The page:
How to Protect Your Marriage against Emotional Affairs
- Julie Sanders Contributing Writer
- 2021 9 Jun
The others said goodbye and stood to leave the meeting. He stepped in my way, leaning over me and making eye contact in a single motion.
In a low voice only we two could hear, he said that I was gifted and he put my husband down in a smooth, single statement. To reassure my obvious discomfort, he put his hand on my shoulder as if I could trust his intent.
Before I knew what happened, he delivered the offer to transfer my trust to him, and he waited for my answer.
The time to protect against an emotional affair is before an invitation unexpectedly arrives. Before eye contact is made or words are whispered from someone other than your partner, consider how you will keep your vows.
Before you start looking outside your marriage, look inside.
How Do Emotional Affairs Start?
Guarding against an emotional affair begins with growing a healthy, holy marriage. All marriages ebb and flow, but ignoring needs leads to shadowed spaces where wonderings begin.
What would another partner be like? Would a different life be a happier life?
A dissatisfied heart entertains alternatives when the need for attentiveness goes unanswered. Emptiness takes on a variety of appearances between a husband and wife:
- A lack of intimate connection emotionally or physically
- An absence of shared fulfillment in life together
- An unmet longing to be cherished or appreciated
Unfilled emptiness makes room for an imposter to fill legitimate needs with false promises.
When a spouse accepts a substitute for God’s marital design, they also accept the deception of wholeness apart from His exclusive plan.
Where hunger persists in a relationship meant to fulfill, division emerges to drain the divinely fused oneness.
Emotional affairs form in friendly places—work, small group, next door, sidelines, social media, or doctor’s offices.
Offers lurk where and when defenses are down with a co-worker, service provider, leader, customer, friend, or colleague.
To Guard Yourself against Emotional Affairs, Plan Ahead for 3 Kinds of "Invitations":
1. Disappointed words from someone, bemoaning about their partner
Delivery of this invitation comes enveloped in the expression of a different person’s emptiness. It hopes and assumes that in reaching out to be heard, the needs will be comforted within a trusting, private conversation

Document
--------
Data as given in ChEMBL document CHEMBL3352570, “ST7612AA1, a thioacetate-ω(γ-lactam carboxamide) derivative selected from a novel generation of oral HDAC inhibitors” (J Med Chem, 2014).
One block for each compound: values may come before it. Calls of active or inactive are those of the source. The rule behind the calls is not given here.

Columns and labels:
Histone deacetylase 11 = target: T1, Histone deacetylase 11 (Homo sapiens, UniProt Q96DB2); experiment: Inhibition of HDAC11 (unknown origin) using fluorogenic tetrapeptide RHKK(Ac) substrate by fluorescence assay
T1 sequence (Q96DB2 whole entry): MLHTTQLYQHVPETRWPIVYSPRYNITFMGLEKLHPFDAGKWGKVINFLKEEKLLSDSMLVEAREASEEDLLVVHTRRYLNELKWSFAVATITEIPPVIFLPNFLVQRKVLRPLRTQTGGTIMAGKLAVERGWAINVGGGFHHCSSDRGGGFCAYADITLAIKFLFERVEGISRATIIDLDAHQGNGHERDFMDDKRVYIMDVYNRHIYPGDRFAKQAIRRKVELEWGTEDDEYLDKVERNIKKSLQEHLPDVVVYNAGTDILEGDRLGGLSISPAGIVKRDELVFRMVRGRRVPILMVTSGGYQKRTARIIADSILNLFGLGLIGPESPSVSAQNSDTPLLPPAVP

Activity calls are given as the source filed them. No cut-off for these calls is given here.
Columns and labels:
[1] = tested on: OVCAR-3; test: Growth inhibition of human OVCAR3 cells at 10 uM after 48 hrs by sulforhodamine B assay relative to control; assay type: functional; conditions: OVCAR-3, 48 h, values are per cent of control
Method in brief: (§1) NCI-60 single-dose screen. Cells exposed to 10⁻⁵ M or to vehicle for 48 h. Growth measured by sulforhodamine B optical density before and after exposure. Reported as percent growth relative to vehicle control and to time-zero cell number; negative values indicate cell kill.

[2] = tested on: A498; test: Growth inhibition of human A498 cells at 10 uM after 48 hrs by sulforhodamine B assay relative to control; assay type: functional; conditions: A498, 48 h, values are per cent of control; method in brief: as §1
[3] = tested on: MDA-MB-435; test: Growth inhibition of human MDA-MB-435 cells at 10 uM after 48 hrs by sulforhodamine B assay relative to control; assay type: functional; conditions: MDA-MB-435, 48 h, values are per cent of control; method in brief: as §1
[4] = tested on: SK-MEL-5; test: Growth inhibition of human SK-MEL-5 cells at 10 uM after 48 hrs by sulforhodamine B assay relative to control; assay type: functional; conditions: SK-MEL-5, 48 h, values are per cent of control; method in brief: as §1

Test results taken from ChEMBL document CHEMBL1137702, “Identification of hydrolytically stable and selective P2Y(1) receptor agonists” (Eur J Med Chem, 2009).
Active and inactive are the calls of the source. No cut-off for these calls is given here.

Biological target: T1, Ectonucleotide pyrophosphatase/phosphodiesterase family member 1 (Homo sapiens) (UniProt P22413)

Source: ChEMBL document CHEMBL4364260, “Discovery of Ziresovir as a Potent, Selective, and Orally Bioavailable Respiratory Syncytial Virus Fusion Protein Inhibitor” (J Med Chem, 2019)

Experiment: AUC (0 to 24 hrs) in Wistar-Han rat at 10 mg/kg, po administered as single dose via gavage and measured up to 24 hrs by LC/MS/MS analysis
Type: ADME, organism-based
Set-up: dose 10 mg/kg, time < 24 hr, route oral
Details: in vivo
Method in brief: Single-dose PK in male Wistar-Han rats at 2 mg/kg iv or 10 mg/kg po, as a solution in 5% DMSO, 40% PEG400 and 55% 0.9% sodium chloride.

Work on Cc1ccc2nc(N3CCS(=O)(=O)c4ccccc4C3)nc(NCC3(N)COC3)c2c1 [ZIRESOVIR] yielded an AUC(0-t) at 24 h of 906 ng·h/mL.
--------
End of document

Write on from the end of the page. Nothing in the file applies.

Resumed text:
By sharing with someone else’s spouse, the disappointed speaker borrows from the promised privacy of the vows each made to their own partner.
2. Someone else’s belittling words against your own spouse
A summons of this kind comes with a decision to make.
Wil you, the hearer, turn away from the one to whom they’re promised and join in the mockery initiated by the belittling outsider?
To begin to join in disparaging a partner is to begin to leave a partner. Emotional betrayal deceives a heart by suggesting freedom as long as lines of physical or sexual intimacy are uncrossed.
In truth, it paves the way for crossing those lines.
Once negative words go uncorrected, it’s easy to welcome resting a hand on an arm, touching a shoulder, or sitting closely side by side.
3. Private words between you two
This invitation comes in the form of cracking inside jokes, sharing private fears, entrusting struggles, or revealing needs.
These private exchanges live freely within a marriage bond, but stir up a sense of trespass when married people share secrecy outside their marriages.
While we may veil our intentions to ourselves in a desire to be friendly and warm, open and trustworthy, the Holy Spirit nudges a straying spouse to be alert in heart.
In truth, good intentions easily become evil temptations. Couples become casualties when one partner’s heart clings to another heart outside the union.
Before responding to an unexpected invitation to unfaithfulness, four decisions to guard our words help to keep us from emotional affairs.
“Those who guard their mouths and their tongues keep themselves from calamity,” (Proverbs 21:23).
Practicing wisdom in how we use our words, verbally or online, sets a guard around our relationship. This may not seem so critical apart from God’s way for a husband and wife, but it’s essential when striving for a strong marriage forging two into one.
“For you were once darkness, but now you are light in the Lord. Live as children of light,” (Ephesians 5:8).
Here are 4 decisions to make as a couple to keep it pure from emotional affairs: